Parting Shots

Unfunny Money

Crossover voting might not have mattered except for crossover cash spent through the Flathead First Political Action Committee

By Dave Skinner

Congratulations to special Flathead Democrats. They dang near popped the Flathead GOP’s power bubble with their pop-up PAC, Flathead First.

Was it crossover? Yep, of both voters (who we can’t track) AND cash. I say voters crossed over because in the 2020 general election Donald Trump got 64 percent and Joe Biden 34 percent of roughly 59,000 Flathead votes at the top of the ticket.

So, considering that nationwide Republican primary participation is higher than Democratic, did Reps and Dems go 64-34 in roughly 28,000 Flathead ballots cast June 7?

Not even close! Try 23,000 GOP to 5,500 Dem in the U.S. House primaries, 81/19 percent. Down ballot in the HD7 (Kalispell) race, Republicans split 1,496 votes, while Democrat Angela Kennedy got a puny 383 votes, 1,879 total, 80/20 percent. Kinda obvious.

Still, crossover voting might not have mattered except for crossover cash, spent through the Flathead First Political Action Committee, whose records are found among the 961 candidates and, get this, 606 committees registered in the Montana Political Practices CERES database.

Let’s focus on expenditures of both candidates and Flathead First in the last four reporting periods.

For commissioner, Pam Holmquist spent $16,606 while Jack Fallon spent $16,496 – nearly as close a match as the final votes.

For state house, Courtenay Sprunger spent a scary $20,358; Tony Brockman a crazy $24,919. Keep in mind these candidate funds were raised against a donor limit of $400 per election – man, that’s a lot of “asking.”

So here comes Flathead First (FF for short), which exemplifies WHY Montana has 606 state political action committees you’ve never heard of.

FF registered Feb. 4 and already had raised $36,805 by March 1, while spending only $21. Overall, FF spent a whopping, so far unreported in “news,” $76,684, just a couple grand short of the $78,000 our four candidates blew through IN. A. PRIMARY.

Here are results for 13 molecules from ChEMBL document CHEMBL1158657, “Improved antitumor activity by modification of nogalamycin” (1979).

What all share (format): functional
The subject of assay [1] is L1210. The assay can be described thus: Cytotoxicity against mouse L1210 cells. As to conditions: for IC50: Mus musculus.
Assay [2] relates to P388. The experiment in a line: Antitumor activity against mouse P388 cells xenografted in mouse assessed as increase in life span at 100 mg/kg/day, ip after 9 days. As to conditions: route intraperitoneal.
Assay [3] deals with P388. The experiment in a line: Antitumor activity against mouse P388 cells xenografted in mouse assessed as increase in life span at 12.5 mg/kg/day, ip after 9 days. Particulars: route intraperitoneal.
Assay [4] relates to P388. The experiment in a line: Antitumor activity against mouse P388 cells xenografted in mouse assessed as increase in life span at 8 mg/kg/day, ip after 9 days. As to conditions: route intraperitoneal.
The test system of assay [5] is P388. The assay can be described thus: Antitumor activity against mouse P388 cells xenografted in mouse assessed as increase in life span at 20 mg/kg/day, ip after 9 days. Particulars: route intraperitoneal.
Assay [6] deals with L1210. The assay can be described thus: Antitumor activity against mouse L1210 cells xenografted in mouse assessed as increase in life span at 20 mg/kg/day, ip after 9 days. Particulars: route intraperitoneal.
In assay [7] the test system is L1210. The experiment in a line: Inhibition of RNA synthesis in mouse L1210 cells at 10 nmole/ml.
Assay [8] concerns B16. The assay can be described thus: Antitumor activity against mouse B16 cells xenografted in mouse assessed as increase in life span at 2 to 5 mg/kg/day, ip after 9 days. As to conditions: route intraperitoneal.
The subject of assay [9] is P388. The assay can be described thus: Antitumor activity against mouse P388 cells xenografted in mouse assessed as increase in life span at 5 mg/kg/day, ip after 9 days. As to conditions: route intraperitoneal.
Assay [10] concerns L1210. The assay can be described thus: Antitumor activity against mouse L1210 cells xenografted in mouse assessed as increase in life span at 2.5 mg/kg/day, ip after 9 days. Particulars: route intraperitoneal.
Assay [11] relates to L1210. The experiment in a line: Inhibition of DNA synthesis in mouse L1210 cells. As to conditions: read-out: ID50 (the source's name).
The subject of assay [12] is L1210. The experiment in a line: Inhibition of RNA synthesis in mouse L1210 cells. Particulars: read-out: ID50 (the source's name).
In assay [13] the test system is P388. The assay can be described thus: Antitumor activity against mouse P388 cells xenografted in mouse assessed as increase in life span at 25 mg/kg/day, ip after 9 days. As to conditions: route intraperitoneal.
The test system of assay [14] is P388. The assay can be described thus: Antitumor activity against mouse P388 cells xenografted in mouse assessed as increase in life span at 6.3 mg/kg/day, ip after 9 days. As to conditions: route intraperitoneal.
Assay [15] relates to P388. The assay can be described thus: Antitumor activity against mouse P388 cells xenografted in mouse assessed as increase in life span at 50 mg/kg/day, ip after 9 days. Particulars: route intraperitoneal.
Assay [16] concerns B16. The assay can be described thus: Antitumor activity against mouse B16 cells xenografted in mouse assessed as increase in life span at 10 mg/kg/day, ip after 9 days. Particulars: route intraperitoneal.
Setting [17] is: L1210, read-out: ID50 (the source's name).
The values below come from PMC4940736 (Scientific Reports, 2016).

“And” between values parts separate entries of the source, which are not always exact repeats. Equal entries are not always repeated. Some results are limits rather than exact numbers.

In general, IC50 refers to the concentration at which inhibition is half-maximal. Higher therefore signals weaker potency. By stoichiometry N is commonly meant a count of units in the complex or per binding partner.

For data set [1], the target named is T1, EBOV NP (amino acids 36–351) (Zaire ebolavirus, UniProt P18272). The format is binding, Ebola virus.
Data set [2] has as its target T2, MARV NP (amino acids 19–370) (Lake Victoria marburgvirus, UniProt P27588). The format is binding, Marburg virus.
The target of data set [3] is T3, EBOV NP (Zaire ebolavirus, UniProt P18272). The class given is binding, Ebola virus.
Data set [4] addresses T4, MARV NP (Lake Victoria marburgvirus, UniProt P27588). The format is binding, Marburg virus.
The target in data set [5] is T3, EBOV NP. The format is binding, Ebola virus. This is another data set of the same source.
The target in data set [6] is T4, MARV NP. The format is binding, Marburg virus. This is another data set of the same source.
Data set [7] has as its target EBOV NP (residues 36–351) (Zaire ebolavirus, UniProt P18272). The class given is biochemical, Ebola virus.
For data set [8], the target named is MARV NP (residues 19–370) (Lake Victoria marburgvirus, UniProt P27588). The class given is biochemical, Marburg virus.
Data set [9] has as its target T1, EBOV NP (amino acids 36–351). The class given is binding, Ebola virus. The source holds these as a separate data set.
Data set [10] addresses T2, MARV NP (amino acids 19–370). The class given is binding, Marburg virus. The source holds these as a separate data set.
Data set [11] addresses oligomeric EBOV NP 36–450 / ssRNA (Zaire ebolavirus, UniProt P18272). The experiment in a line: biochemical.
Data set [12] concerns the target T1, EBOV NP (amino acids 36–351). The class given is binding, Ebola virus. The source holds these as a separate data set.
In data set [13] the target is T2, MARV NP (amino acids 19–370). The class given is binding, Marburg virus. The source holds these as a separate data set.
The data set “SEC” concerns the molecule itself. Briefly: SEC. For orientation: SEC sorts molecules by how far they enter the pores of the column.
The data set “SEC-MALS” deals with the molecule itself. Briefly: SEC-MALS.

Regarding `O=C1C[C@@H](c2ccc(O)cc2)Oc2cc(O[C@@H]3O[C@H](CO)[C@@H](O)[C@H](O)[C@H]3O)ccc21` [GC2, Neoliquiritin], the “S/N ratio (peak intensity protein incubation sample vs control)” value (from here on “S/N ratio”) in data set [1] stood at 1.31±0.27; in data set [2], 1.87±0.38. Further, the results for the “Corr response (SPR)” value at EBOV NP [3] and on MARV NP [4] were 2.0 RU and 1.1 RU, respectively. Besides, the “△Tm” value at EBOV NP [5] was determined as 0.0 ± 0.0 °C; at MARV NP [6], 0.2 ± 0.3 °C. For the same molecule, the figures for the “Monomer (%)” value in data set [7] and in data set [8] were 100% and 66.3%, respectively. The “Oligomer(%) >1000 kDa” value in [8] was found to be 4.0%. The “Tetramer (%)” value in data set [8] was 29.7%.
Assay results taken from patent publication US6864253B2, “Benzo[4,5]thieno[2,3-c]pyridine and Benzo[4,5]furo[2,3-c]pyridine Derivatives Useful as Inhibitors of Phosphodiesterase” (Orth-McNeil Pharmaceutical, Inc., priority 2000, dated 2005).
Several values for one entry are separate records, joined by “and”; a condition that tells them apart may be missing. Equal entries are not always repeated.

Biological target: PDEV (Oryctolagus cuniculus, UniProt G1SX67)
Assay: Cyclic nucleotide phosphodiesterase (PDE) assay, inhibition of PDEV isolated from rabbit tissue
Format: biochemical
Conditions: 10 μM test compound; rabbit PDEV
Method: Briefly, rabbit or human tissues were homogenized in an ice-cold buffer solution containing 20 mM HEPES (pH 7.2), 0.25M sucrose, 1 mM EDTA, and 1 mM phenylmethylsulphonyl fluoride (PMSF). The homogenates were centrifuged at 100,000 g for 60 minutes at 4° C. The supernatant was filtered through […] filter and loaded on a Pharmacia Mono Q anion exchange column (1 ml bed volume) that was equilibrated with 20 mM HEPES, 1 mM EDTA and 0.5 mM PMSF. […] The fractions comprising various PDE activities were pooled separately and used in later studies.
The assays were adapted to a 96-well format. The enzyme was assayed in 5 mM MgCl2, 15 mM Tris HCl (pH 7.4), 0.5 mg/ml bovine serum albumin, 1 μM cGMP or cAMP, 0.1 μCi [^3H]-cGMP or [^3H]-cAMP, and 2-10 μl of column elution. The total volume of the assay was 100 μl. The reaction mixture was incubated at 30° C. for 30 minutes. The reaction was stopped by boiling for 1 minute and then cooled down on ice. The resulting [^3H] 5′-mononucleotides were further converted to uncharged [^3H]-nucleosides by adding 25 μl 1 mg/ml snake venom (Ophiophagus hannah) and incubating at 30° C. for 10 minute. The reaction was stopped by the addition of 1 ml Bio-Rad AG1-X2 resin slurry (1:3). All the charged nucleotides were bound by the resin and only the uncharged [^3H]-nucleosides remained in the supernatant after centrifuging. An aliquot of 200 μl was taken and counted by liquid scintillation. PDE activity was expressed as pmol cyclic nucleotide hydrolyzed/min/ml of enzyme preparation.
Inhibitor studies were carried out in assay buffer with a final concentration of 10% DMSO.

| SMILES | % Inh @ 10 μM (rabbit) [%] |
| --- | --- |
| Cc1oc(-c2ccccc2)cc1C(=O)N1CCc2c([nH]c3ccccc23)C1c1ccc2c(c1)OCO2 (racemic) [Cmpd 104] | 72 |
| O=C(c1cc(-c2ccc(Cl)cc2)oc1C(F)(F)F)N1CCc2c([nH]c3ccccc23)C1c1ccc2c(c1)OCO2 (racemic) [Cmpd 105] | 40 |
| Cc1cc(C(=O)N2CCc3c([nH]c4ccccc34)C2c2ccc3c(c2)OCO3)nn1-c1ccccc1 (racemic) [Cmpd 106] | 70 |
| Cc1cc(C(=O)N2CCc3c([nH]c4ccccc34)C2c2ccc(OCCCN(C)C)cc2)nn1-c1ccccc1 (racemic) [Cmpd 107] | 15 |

FF had only 45 contributors, of whom 15 gave over $1,000 – unlike candidates, Montana PACs have absolutely no contribution limits. Who dem? Dems!

Tops was yak rancher James Watson, who paid in $20,000 to start, plus another $7,500, and also gave the maximum $400 to Jack Fallon. Of 34,000 “James Watson” contributions in Federal Elections Commission records, I couldn’t find “our” James. As “Jim” Watson, rancher, he donated $100 to Steve Bullock through Act Blue. 

Further, FEC records show Watson’s spouse Carol Bibler as a Democratic giver. Together, they both maxed out ($400 each) to FF darlings Courtenay Sprunger and Tony Brockman.

Next is $10,000 from Peter Saunders, a logistics entrepreneur. FEC shows Saunders giving nine federal contributions since 2012, about $2,000 total, all to Democrats or ActBlue. 

John Santa of Marion gave $10,000. Since 2011, FEC shows 213 contributions, vastly to Democrats, with the largest being $1,500 to Sen. Jon Tester in 2011. John’s spouse Carol has made 33 federal contributions in the same time frame, all to Democrats. Her several largest went to her politician brother, Walt Minnick (D) of Idaho. Carol also gave the maximum to Jack Fallon, $400. 

Randy Ogle gave $5,000; his only federal contribution came in 1992, $500 to “A Lot of Folks for Pat Williams,” (D-Mont.). He donated $250 to Jack Fallon.

Finally, after $52,500 comes a possible bipartisan, Sue Rolfing, $5,000: FEC shows her $500 to John McCain in January 2008, and $250 to Friends of Max Baucus in 2002. She and her husband also maxed out to Courtenay Sprunger.

What about Republicans? Everit Sliter gave FF $5,000, after 72 federal gifts since 1992, all establishment GOP, none over $1,000.

Margaret Davis of Lakeside gave $5,000. She has no FEC records, but her partner is philanthropist/attorney Bruce Ennis, who has 23 FEC records indicating a clear pattern of supporting GOP centrists, i.e., “moderates” John McCain, John Kasich and Mitt Romney.

So, that’s $62,500 from just seven people. As for the other, smaller contributors, notables include former Gov. Marc Racicot of Missoula, James Regnier of Lakeside and Bob Brown of Whitefish – all three “name” Republicans, at least in Montana, and well known as, um, “moderates.”

I’m not amused.